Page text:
American Airlines flight attendants are requesting the right to strike in the middle of holidays


American Airlines flight attendants are asking federal officials for the right to strike, possibly before the end of the Christmas and New Year rush, but American said there was “no possibility” of a work stoppage over the holidays.

Leaders of the flight attendants union say they are frustrated by the lack of progress in negotiations on a new contract for workers who have not seen pay increases since 2019.

The Association of Professional Flight Attendants asked the Mediation Board on Monday to declare negotiations deadlocked and give the union permission to strike after a 30-day “cooling off” period.

Meanwhile, pilots at Southwest opened a “strike center” in Dallas this week. Officials with the Southwest Airlines Pilots Association say they will also ask for the right to strike if they don’t have a contract with the airline within the next few days.

A digital clock on the wall of the pilots’ union headquarters ticked down toward a potential strike on Dec. 29.

However, it is far from certain that any of the unions will strike. Federal law makes it very difficult for airline workers to walk off the job or for airlines to lock out workers.


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Strikes and lockouts are legal only if federal mediators take the rare step of declaring that negotiations are at an impasse and that either side can resort to “self-help.” Even then, the president or Congress can block a strike that could hurt the economy.

The last strike by a US aviation union took place in 2010, involving pilots at Spirit Airlines.

American disputed the flight attendants’ union’s claim that negotiations have stalled. In a statement, the airline said it has been offering the union an “industry-leading financial proposal” for months and progress continues on other contract points.

The airline, which is based in Fort Worth, said it is ready to continue working with the union and the National Mediation Board to reach an agreement.

American added that there is “no possibility” of a strike over Thanksgiving or the December holidays.

The flight attendants union is asking American for immediate 35% raises and then 6% annual raises under a 3-year deal. American offers 11% up front, but says it’s 18% including higher pay for the time passengers board planes, followed by annual increases of 2%. The union also wants larger 401(k) contributions and increased rest time.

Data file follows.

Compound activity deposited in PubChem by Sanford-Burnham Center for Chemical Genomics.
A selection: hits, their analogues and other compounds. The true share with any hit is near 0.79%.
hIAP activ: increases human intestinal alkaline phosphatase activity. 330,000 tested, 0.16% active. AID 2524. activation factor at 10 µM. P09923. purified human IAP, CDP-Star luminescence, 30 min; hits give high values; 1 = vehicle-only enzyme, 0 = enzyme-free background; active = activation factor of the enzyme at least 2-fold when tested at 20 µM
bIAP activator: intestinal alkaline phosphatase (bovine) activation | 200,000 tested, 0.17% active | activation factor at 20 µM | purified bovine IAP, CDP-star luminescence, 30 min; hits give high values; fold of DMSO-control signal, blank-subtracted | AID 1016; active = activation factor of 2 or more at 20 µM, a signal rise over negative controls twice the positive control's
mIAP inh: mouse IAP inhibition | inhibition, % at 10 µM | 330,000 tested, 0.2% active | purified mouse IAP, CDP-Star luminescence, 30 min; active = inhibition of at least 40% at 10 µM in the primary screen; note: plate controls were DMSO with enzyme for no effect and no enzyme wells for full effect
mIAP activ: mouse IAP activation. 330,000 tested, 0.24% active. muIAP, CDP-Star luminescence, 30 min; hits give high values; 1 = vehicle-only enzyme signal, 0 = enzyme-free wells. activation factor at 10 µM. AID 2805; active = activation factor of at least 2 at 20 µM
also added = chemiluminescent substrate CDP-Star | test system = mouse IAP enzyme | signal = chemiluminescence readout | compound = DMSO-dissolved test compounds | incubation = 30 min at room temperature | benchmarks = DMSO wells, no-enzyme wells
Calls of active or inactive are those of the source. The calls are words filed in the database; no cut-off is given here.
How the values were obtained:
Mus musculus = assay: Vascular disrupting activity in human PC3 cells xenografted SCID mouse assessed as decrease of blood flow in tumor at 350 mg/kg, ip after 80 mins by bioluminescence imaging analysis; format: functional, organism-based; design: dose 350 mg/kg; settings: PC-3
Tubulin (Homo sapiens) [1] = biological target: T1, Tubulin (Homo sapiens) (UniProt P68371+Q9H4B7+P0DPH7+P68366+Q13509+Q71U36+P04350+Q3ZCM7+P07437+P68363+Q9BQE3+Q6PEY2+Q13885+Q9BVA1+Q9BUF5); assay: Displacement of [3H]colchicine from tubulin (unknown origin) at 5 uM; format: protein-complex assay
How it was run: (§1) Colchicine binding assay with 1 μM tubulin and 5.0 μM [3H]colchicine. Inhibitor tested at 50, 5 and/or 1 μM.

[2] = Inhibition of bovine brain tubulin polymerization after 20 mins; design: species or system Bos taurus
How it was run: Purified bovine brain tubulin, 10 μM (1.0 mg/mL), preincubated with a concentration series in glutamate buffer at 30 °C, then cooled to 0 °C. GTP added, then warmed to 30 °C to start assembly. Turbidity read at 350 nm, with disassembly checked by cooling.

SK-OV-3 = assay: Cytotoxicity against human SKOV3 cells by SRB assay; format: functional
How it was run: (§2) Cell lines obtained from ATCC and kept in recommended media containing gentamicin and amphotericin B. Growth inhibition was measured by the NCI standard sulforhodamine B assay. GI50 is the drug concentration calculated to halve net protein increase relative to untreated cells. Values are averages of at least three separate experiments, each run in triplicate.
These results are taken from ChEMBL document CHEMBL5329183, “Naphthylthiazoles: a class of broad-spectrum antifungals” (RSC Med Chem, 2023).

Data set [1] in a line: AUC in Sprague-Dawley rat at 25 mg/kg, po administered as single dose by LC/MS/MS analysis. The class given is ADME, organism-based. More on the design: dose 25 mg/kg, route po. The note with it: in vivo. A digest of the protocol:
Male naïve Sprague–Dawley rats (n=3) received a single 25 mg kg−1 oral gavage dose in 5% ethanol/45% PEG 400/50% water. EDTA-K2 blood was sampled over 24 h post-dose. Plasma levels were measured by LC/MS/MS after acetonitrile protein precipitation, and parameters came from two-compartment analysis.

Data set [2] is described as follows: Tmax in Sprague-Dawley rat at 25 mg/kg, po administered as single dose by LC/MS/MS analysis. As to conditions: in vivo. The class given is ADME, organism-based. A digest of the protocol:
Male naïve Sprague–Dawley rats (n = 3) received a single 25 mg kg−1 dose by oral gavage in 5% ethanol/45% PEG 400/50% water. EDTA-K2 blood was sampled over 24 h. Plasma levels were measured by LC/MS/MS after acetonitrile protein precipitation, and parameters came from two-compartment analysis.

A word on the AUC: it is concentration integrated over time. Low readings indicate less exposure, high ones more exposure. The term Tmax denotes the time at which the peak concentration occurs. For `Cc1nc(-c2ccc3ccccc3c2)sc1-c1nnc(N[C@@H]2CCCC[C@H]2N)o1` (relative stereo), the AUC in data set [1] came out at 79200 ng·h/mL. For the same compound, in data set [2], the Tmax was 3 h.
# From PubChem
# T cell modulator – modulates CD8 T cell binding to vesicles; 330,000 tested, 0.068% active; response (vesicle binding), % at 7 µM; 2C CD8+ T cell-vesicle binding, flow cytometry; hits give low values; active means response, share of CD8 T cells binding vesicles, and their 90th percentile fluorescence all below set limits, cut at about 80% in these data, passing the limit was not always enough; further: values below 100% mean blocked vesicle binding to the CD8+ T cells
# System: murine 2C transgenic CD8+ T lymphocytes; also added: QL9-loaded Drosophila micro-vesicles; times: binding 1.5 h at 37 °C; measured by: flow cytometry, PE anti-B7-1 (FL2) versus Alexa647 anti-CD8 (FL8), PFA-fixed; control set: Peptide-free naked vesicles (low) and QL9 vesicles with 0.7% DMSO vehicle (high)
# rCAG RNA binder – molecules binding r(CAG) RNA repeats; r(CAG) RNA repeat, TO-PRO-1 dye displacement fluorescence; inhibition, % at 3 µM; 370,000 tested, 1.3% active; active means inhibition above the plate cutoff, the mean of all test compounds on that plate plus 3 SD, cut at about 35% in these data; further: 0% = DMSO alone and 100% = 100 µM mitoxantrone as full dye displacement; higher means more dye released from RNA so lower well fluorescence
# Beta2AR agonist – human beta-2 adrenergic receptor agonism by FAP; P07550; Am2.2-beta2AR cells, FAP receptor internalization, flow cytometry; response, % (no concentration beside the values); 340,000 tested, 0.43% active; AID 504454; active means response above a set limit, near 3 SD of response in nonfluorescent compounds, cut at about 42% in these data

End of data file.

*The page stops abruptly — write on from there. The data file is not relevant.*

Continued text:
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American pilots recently won raises of more than 40% over four years.

“We certainly don’t feel any equality here,” says Erik Harris, treasurer of the flight attendants’ union. “Why have the pilots got their deal and we haven’t?”

Pilot unions have been in a particularly strong position because of a shortage that is felt most at smaller airlines. Pilots at American rejected an offer last November. They reached another agreement in late July, which was renegotiated again to match a better deal for pilots at United Airlines. Pilots at Delta Air Lines also won big pay raises this year.

Because of pattern bargaining, Southwest pilots will likely end up with pay raises similar to those approved for American Airlines pilots. The union at Southwest is asking for slightly higher pay than Boeing 737 pilots at other airlines, arguing that Southwest uses its planes — and pilots — longer on average per day.


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Southwest pilots ready to follow

A major stumbling block at Southwest is over pilot planning. The union wants Southwest to pay pilots a premium to fly short-staffed flights instead of staffing those flights with reserve or holdover pilots.

The Southwest pilots union has already tried and failed once this year to get permission to strike. The trade union asked federal officials in June to release the group from mediation, but mediators refused. Another negotiating session is scheduled for the last week of November, but none after that.

“No one here wants to strike,” said Tom Nekouei, the union’s second vice president, “but either we need a deal by the 30th or we have to go this way.”

Aviation unions benefit from leverage to get big wage increases because a boom in travel lifts airline revenues. Texas-based American earned $1.3 billion in the second quarter alone, helped by strong ticket sales, record revenue and a drop in the price of jet fuel.

Dallas-based Southwest issued a statement saying negotiations were continuing and it will work for a contract “that rewards our pilots and positions them competitively in the industry.”

Leaders of both the American flight attendants and Southwest pilots say they are encouraged by progress made by other unions this year.

The United Auto Workers won rich new contracts after a six-week strike, and screen and TV writers and actors won better compensation for streaming content and other concessions after strikes paralyzed Hollywood for months. The Teamsters won hefty pay raises for more than 300,000 United Parcel Service workers by threatening to strike. Union organizing is on the rise.

On Thursday, several dozen American Airlines flight attendants lined a thoroughfare outside the company’s headquarters in Texas, some holding signs reading “Ready to Strike.” Drivers in everything from sedans to gravel trucks hooted in support.

“This gives me hope,” said Harris, the union official, “but also seeing what’s happening out there in the labor market around the world gives us all hope.”


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